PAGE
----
Tuesday, 22 May 2012

Richard Wilson new commissions...

Slipstream by Richard Wilson

Sculptor Richard Wilson (b.1953) and creator of Turning the Place Over for Liverpool Biennial, is to create a new work, Slipstream, for the Covered Court of Terminal 2 at Heathrow Airport when it opens in 2014. The model for the work will be on display at the Royal Academy Summer Exhibition this summer.

Wilson described the work on Front Row on Radio 4 by saying something along these lines:

'Imagine filling the Terminal with clay, then taking an aeroplane and throwing it [through the space] so it spirals and twists its way through the clay, it will leave a void, and then imagine filling that void with plaster, that's what we're making, but we're making it like an aeroplane, in polished aluminium.'

At more than 70m (230ft) long and weighing 77 tonnes (77,000kg), it is said to be the longest permanent sculpture in Europe. According to Wilson it will be bigger than an A300 airbus, and nearly as long as 9 old Routemaster buses.

To read an article about the project, visit: http://www.bbc.co.uk/news/uk-england-london-18145268

The maquette for Hang on a minute lads, I've got a great idea by Richard Wilson

Wilson is also completing a temporary commission called Hang on a minute lads, I've got a great idea for the roof of the De La Warr Pavilion in Bexhill-on-Sea this summer, which is perhaps more interesting and certainly less corporate.

The work, whose title is a quote from the cult British 1969 film The Italian Job consists of a full-size model of a coach hanging over the edge of the roof of the famous Modernist building, recreating the end of the film where Michael Caine and his posse of robbers are stuck at the wrong end of the bus to the gold bullion they've just stolen as it teeters over a cliff.

Last year, DLWP hosted Antony Gormley's work Critical Mass on the roof, whereby 60 cast-iron figures based on the sculptor's body were displayed.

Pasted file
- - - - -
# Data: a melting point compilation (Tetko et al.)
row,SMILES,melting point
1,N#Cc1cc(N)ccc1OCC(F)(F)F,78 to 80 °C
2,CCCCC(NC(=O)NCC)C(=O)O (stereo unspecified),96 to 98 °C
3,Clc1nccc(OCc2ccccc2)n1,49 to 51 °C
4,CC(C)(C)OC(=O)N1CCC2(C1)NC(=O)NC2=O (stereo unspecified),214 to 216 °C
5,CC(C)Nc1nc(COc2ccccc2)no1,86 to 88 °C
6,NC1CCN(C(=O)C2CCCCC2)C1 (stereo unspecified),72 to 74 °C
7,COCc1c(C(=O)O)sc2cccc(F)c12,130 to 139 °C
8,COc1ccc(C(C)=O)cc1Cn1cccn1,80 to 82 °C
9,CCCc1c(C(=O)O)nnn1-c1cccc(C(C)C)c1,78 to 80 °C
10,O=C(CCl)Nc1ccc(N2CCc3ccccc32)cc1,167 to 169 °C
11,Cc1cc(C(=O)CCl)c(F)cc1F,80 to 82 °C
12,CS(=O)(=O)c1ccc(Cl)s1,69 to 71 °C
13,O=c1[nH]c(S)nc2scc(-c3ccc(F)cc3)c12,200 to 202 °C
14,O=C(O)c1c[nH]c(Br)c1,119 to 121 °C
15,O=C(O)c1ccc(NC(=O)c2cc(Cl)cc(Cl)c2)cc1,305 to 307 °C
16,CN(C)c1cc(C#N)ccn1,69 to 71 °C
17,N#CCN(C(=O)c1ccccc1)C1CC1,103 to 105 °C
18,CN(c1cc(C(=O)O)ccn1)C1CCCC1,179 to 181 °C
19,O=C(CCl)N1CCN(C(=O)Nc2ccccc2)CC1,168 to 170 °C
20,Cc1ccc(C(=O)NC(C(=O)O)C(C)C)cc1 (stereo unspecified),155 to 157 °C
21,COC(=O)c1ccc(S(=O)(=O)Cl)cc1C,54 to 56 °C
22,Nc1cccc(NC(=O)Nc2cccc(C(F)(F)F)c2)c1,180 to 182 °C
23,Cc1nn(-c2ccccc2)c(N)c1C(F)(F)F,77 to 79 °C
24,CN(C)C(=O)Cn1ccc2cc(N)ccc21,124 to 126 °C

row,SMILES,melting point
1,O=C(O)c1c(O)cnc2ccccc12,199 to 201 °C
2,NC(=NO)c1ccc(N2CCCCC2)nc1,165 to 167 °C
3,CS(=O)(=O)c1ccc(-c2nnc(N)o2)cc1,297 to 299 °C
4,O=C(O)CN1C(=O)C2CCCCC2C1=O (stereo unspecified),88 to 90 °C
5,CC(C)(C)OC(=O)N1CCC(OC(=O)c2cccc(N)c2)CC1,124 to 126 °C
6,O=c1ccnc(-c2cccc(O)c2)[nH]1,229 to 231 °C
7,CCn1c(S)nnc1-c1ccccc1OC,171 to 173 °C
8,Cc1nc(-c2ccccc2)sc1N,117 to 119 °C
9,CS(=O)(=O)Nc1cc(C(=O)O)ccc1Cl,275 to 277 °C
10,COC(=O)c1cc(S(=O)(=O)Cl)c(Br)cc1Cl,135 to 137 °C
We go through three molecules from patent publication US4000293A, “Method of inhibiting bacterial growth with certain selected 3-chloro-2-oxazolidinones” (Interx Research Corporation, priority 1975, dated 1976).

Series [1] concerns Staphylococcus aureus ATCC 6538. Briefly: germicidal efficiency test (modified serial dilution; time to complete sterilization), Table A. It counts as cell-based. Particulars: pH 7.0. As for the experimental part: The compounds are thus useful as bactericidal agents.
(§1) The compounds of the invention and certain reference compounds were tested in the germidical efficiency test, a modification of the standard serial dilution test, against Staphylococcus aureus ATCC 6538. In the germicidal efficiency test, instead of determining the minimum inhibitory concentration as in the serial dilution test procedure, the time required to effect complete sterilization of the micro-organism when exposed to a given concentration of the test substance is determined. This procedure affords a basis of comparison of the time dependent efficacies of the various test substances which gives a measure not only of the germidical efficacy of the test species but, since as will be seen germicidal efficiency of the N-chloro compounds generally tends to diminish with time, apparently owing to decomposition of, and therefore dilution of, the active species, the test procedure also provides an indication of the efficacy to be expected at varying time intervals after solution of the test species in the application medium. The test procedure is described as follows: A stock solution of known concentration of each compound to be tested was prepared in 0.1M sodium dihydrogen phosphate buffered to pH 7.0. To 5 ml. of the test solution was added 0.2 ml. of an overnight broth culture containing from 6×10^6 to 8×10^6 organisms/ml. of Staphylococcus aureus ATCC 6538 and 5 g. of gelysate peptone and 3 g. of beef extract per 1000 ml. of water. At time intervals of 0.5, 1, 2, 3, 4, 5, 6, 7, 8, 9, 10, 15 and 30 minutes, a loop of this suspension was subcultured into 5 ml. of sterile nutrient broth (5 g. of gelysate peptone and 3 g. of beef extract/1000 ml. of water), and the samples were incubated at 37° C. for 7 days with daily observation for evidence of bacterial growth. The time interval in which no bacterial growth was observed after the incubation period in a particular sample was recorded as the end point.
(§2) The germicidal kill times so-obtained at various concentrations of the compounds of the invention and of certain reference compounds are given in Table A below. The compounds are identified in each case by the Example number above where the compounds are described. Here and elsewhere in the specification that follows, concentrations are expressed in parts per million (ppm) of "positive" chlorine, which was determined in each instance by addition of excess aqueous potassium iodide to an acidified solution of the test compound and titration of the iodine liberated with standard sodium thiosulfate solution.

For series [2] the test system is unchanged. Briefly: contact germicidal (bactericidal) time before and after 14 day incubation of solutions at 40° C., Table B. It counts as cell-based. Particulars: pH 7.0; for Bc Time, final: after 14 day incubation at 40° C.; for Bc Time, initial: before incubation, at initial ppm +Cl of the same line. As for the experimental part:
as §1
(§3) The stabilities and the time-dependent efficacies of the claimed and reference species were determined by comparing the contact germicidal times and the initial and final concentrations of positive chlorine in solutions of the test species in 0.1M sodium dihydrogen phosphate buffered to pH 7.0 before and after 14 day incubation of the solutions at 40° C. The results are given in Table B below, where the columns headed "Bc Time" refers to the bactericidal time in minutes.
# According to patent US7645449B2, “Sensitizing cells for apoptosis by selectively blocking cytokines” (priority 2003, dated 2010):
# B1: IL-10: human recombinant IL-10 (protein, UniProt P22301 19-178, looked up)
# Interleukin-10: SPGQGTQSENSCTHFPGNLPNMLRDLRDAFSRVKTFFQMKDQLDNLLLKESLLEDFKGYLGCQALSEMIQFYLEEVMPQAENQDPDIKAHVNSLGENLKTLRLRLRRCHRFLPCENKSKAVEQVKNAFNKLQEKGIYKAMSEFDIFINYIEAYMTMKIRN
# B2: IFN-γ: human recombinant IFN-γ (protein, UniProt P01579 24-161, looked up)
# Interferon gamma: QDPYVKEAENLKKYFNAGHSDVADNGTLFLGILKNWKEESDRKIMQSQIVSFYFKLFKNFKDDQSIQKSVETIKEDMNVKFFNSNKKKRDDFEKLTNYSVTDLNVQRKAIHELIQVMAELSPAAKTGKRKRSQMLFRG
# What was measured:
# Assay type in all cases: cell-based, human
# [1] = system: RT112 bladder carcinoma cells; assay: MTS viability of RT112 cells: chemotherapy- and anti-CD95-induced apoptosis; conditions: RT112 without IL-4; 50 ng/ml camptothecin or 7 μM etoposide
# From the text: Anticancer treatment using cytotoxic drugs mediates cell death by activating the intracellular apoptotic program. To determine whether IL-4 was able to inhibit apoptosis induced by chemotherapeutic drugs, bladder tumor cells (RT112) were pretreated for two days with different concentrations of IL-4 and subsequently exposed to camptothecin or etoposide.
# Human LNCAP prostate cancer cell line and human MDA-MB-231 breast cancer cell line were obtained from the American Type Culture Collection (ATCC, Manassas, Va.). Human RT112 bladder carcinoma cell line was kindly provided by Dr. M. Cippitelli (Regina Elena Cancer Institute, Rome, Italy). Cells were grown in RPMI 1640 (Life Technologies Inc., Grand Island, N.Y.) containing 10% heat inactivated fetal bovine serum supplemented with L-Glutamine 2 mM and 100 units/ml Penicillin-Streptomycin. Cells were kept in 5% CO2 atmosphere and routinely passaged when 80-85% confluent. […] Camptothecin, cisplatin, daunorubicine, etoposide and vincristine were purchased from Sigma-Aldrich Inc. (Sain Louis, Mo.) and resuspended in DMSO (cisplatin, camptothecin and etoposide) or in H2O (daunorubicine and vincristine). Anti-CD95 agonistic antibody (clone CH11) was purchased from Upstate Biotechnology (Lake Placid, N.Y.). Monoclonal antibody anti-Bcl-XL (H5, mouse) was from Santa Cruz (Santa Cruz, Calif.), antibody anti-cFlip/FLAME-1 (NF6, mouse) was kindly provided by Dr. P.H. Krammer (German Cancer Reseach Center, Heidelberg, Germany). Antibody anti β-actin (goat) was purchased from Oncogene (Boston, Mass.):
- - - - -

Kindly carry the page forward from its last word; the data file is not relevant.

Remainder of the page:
Wilson's work has a heavy nod to the Olympics with the colours of the bus and the gold reference, and will form part of the
Cultural Olympiad, and is due to be installed at the De La Warr Pavilion at the end of June 2012.

You can watch a short video where Wilson talks about the limited edition models available here: http://vimeo.com/42193456 A snip at £1,800.

Friday, 18 May 2012

Color Jam comes to Chicago

Concept design for Color Jam

American artist Jessica Stockholder (b.1959) has been commissioned to produce Color Jam, a site specific installation which will open on State Street, Chicago in June. Installation is due to start on 28 May.

According to the artist, the idea is to create “an experience that elicits joy and encourages the recognition that things might be otherwise.” As people approach the prominently-located corner, flashes of colour will appear transforming the area from black and white to technicolour, with abstract shapes reaching the clouds on a skyscraper or stripes underfoot on the pavement. Intensifying upon reaching the intersection hosting the project, the four buildings will be jammed with a “volume of color,” as geometric shapes spill down facades onto the pavement, consuming the traffic lanes and pavement.

Flooded Chambers Maid by Jessica Stockholder, Madison Square Park, 2009

Although an experienced artist who has been working for more than 25 years, Jessica is a relative newcomer to public art. However, she previously created Flooded Chambers Maid, a temporary commission for Madison Square Park in 2009 (pictured above) using industrial materials and brightly coloured ready-made objects. To read more about, and view more images of the project, visit: http://www.jessicastockholder.info/albums/flooded-chambers-maid

Stockholder's site specific installations cross the traditional boundaries of painting and sculpture, and her work can be found in collections including the Art Institute of Chicago, the Albright-Knox Art Gallery and the Whitney Museum of American Art. 

To read the full source article on MutualArt.com visit: http://www.mutualart.com/OpenArticle/Color-Jam-in-Chicago/70A74FB95F4F776B

Mutual Art also features an interesting article about public art on show around the world this summer: http://www.mutualart.com/OpenArticle/MutualArt/75A4DBC44E026B28/